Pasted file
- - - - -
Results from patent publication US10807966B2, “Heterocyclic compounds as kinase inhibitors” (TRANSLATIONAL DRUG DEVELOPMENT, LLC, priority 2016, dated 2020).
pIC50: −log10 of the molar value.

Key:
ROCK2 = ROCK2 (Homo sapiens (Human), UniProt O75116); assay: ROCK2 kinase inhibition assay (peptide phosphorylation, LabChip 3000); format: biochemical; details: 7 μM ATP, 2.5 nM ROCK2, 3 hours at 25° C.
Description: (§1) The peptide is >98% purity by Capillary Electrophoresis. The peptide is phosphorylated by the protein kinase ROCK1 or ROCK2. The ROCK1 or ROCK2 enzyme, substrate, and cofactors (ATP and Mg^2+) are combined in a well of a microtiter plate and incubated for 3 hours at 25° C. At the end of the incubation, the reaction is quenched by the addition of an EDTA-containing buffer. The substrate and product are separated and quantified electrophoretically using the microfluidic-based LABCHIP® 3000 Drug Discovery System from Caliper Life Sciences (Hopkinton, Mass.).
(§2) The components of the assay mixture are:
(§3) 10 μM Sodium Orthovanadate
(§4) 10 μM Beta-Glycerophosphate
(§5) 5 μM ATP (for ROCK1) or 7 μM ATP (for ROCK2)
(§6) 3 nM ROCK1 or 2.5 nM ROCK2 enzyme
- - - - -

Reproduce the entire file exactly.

Results from patent publication US10807966B2, “Heterocyclic compounds as kinase inhibitors” (TRANSLATIONAL DRUG DEVELOPMENT, LLC, priority 2016, dated 2020).
pIC50: −log10 of the molar value.

Key:
ROCK2 = ROCK2 (Homo sapiens (Human), UniProt O75116); assay: ROCK2 kinase inhibition assay (peptide phosphorylation, LabChip 3000); format: biochemical; details: 7 μM ATP, 2.5 nM ROCK2, 3 hours at 25° C.
Description: (§1) The peptide is >98% purity by Capillary Electrophoresis. The peptide is phosphorylated by the protein kinase ROCK1 or ROCK2. The ROCK1 or ROCK2 enzyme, substrate, and cofactors (ATP and Mg^2+) are combined in a well of a microtiter plate and incubated for 3 hours at 25° C. At the end of the incubation, the reaction is quenched by the addition of an EDTA-containing buffer. The substrate and product are separated and quantified electrophoretically using the microfluidic-based LABCHIP® 3000 Drug Discovery System from Caliper Life Sciences (Hopkinton, Mass.).
(§2) The components of the assay mixture are:
(§3) 10 μM Sodium Orthovanadate
(§4) 10 μM Beta-Glycerophosphate
(§5) 5 μM ATP (for ROCK1) or 7 μM ATP (for ROCK2)
(§6) 3 nM ROCK1 or 2.5 nM ROCK2 enzyme